The Future of Carlos Beltran

Scott Kane-USA TODAY Sports

Carlos Beltran has given the St. Louis Cardinals two phenomenal seasons. He’s hit .288 with 55 home runs and 167 RBIs. After a couple of seasons struggling with injuries, he’s bounced back and carried the Cardinals with him. Because of his phenomenal performance, there has been a recent (and well-warranted) desire to keep him around for another year or two.

That said, there’s a pretty good argument for not resigning him in the off-season, and I want to outline it today. As a point, I love Carlos. I love watching him play. He’s a beast, and I would love to keep him around, but at the same time I think that it’s important to examine this pragmatically.

The original idea was that Oscar Taveras would get a September call-up this year and we’d discover that he was even better than Beltran, so he’d take over in 2014. Since that’s not going to happen, there’s been a little bit of panic.

The most compelling argument is that he won’t be cheap. After putting up impressive numbers, there will be a pretty big market for a right fielder like Beltran (especially in the AL, where he could convert to a switch hitting DH should his knees fail him once and for all). Designated hitters with similar numbers are making about 15 million a year. I’d say that the Cardinals have had him at a bargain price for 13 million a season due to his prior injury trouble. Now that he seems healthy and happy, many contenders should be interested in him.

Should the Cardinals resign him, they would have significantly less money to go after a shortstop or a center fielder. Because the Cardinals lack obvious and immediate choices for these positions in their farm system, the free agent market seems to be the way to go, and with players such as Jacoby Ellsbury (my personal off-season pipe dream, although I wouldn’t pay as much as he’ll want) and Shin-Soo Choo on the market, a little extra money wouldn’t hurt anything.

Steve Mitchell-USA TODAY Sports

In addition, Carlos has had injury problems in the past, and he is 36 years old. Perhaps he has 2 or 3 more great seasons left in him, but I doubt that they will be worth 10 to 15 million dollars a piece. If St. Louis could sign him for 2 years and 10 million dollars, I’d have a very different opinion, but I don’t think that’s going to a possibility.

Additionally — and I know that this will be a shock — the Cardinals don’t need a right fielder. With Allen Craig capable of playing there and Matt Adams deserving at least a shot as a starter, the Cardinals are set at right field. And, although Taveras will not be coming up this year, that doesn’t rule him at as a viable candidate next year. Perhaps he’ll impress us all and wind up as a starter, but he certainly will serve as a solid bat off of the bench.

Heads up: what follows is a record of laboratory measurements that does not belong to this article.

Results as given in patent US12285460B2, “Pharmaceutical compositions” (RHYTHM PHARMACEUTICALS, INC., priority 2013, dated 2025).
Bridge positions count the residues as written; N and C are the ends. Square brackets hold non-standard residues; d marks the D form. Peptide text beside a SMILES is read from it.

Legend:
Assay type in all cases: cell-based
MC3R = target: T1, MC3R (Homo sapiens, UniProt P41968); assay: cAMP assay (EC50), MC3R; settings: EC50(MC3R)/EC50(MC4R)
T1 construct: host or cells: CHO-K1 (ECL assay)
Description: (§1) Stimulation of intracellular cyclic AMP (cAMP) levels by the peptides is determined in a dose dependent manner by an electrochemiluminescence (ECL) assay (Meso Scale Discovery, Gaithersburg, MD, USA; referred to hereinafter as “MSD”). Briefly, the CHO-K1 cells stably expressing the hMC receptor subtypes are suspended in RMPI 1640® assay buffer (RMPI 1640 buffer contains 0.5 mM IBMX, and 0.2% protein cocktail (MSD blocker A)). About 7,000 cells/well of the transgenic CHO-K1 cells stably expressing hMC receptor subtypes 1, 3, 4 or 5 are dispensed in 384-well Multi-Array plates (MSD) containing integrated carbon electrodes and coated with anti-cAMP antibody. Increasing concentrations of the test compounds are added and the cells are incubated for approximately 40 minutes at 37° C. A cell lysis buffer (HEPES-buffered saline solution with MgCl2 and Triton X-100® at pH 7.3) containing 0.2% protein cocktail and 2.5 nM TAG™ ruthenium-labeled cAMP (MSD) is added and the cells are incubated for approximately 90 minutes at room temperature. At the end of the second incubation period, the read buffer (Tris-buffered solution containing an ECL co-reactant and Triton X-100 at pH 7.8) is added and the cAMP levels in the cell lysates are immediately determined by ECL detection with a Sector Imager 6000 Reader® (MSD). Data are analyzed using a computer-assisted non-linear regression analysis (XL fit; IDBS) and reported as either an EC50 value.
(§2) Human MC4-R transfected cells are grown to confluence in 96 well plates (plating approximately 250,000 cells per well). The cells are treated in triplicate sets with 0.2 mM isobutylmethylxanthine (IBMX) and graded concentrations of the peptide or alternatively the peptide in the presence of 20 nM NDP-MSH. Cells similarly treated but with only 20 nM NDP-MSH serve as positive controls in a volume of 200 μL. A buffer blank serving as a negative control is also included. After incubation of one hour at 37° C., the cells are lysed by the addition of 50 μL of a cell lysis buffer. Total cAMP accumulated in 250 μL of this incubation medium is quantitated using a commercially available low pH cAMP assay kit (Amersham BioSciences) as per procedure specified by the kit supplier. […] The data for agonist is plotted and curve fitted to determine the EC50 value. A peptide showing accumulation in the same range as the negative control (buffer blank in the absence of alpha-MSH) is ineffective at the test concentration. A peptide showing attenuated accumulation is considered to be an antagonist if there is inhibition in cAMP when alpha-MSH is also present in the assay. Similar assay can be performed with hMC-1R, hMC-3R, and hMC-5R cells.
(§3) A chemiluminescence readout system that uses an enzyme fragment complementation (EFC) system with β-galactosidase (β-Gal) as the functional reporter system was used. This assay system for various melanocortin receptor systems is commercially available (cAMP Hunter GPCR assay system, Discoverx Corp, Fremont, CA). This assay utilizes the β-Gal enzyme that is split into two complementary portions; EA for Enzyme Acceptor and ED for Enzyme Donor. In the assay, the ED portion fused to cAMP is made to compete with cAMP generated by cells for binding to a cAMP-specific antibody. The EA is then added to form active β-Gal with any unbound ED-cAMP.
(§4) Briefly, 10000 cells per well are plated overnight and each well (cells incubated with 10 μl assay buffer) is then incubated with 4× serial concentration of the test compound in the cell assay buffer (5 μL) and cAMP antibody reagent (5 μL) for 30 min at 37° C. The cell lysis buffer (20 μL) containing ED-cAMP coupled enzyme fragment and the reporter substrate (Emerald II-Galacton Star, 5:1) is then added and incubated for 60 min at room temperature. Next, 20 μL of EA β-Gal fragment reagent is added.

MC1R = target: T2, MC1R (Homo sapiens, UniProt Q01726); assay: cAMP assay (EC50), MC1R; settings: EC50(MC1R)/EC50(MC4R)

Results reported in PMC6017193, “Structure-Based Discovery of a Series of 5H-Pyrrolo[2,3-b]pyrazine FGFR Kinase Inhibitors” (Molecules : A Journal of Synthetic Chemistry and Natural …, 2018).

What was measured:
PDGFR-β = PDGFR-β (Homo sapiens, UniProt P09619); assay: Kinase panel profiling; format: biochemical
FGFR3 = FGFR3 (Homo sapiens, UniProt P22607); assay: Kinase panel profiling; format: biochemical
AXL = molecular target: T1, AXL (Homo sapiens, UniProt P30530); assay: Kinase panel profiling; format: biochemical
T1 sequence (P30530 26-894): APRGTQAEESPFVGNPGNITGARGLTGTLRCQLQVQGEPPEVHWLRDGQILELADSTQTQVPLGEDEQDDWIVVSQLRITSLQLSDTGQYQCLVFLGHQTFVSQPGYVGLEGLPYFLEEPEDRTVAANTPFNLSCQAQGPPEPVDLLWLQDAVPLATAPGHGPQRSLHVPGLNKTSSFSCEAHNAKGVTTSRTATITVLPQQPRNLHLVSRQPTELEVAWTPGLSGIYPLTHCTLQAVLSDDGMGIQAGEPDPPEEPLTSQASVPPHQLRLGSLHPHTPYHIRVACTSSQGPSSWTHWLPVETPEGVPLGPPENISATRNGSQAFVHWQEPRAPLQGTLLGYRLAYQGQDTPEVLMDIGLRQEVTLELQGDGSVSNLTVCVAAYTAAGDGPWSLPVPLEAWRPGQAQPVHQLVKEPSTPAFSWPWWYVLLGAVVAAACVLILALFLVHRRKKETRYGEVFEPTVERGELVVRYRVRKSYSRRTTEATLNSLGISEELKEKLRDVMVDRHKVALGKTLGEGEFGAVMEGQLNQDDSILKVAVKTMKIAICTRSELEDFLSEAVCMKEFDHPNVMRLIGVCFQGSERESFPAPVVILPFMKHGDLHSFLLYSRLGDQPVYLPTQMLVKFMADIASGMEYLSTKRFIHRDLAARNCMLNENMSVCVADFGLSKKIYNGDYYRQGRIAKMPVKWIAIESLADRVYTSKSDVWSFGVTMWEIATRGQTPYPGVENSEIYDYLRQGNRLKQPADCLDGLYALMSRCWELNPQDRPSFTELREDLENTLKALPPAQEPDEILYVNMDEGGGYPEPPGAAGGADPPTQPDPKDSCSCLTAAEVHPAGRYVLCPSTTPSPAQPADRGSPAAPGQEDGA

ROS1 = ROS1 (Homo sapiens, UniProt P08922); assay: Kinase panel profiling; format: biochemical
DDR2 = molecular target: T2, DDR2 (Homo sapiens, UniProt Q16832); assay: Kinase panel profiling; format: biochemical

Again, I don’t want to run Beltran out of town or suggest that I don’t love him as much as the next guy, and I am admittedly a bit wary of letting a proven veteran go in hopes that rookies will perform well. Nonetheless, I doubt that St. Louis will be able to afford Carlos, and I don’t think they need to sell the farm in an attempt to keep him around.

Certainly, as Mozeliak has said, it remains an option worth looking into, but I would be inclined to shop around some in order to fill more pressing needs before signing Carlos to a large, multi-year deal.

As per usual, I am not the Cardinals’ GM, and I don’t get to make such decisions, but I do think that it would be unwise to ignore the possibility of letting Beltran walk.

Topics: Carlos Beltran, St Louis Cardinals

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  • jonjayfan

    Good article except for getting a center fielder- Jay is our present and future but we can talk about that another time. Adams is better at first than Beltran in right on defense and at least as good on offence. Beltran is awful in late inning pressure situations and I don’t trust those knees of his. Don’t forget 0 RBI last 6 of nlcs last year. It’s nice to see someone else write that we shouldn’t sign Beltran after this year

    • Ovadia

      I’ll write an article about the Cardinals and where we need upgrades in the future and we can argue about Jay then. Just to make it clear, I really like the guy a lot, and if he just had better range or a better arm I could be easily persuaded to leave him in center, but I think he’s one of the weakest links in the lineup (after SS), which is saying something.

      As for Beltran, I absolutely agree. Adams gets better everyday defensively and the Cardinals should give Beltran a standing ovation when he leaves, but they should let him leave.

      • jonjayfan

        I would love to read that article. Even though you and I both agree beltran should go next year no one would say he is our weakest link this year. And since compared to Beltran, Jay is better in the field, has higher obp, much higher late in pressure average and obp, has driven in more inherrited runners (rbi minus homeruns), more sac bunts, more sac flies, more hit by pitch, played in more games, played in more innings and on and on…..it will interesting to see how you make a case for him being our weakest link.

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